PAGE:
TEACHERS WON’T EMBRACE RESEARCH UNTIL IT EMBRACES THEM
I understand why advocates, researchers, and policymakers who feel the urgency of our literacy crisis are frustrated when teachers don’t embrace reading science. But my entry into the world of reading research was difficult, and while I take pride in my determination to learn, I understand why other teachers might be deterred. If we want teachers to apply research, it may be helpful to think about why they aren’t. I’ll open my own experience up as an example.
https://righttoreadproject.com/2019/07/ ... aces-them/
I worry constantly when I note that, via Twitter, there are pioneering academics recommending notable books written by academics and researchers - urging teachers to read them.
Yes, but where is the practical information that teachers need - and are teachers supported well enough to be able to evaluate and compare different literacy programmes and practices?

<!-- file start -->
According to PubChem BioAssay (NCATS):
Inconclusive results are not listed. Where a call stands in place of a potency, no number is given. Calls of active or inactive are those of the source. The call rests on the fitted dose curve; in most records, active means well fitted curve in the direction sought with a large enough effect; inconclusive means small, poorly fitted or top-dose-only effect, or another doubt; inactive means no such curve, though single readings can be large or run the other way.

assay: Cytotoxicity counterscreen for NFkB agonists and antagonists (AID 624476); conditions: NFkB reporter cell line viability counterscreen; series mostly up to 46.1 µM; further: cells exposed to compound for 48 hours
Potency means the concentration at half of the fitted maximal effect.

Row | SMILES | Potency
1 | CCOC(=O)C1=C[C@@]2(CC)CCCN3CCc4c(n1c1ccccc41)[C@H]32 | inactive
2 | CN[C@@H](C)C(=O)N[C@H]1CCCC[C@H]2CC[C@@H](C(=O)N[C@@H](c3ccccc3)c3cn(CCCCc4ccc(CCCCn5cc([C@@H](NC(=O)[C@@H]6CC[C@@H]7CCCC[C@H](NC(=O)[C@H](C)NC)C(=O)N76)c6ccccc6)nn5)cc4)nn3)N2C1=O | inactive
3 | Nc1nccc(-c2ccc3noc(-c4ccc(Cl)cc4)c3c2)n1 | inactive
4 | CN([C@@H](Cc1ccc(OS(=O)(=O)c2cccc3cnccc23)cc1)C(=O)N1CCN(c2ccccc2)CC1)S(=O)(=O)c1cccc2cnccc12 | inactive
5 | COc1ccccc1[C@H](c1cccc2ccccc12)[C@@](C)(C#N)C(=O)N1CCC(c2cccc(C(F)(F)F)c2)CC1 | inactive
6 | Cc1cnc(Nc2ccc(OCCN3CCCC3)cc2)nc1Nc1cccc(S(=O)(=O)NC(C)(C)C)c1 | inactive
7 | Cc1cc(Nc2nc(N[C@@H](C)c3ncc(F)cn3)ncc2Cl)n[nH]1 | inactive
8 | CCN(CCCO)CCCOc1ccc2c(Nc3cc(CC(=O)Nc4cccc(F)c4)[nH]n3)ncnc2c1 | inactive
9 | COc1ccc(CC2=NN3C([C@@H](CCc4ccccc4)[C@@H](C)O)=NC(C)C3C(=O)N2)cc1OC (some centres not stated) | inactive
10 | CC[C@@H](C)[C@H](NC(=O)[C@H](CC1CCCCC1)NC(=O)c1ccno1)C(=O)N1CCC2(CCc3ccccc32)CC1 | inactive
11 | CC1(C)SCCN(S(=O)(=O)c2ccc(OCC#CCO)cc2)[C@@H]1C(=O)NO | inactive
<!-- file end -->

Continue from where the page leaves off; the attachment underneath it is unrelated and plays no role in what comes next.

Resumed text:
I also defend teachers a lot - so much so that when I provide a full face-to-face inservice training day for the foundational literacy programmes I am associated with, half of the event is focused on giving background information and this includes explanations of why teachers and teaching assistants are teaching their hearts out in ways they have been trained to do, or from watching video footage of so-called good phonics provision - but I suggest that we need to 'build on' or 'move on from' at least some of these practices and provision.
Because it is common that despite the adults working really hard, the children themselves often don't get enough of the right kind of practice. Who realises this?
We need more research to actual practice and we need more actual practice to be examined and evaluated clearly enough. All this needs to be shared with the teaching profession - and specialists, like me, should be afforded opportunities to work with the teacher-training profession who may not have the specialism and experience required in the phonics domain - from working with real children!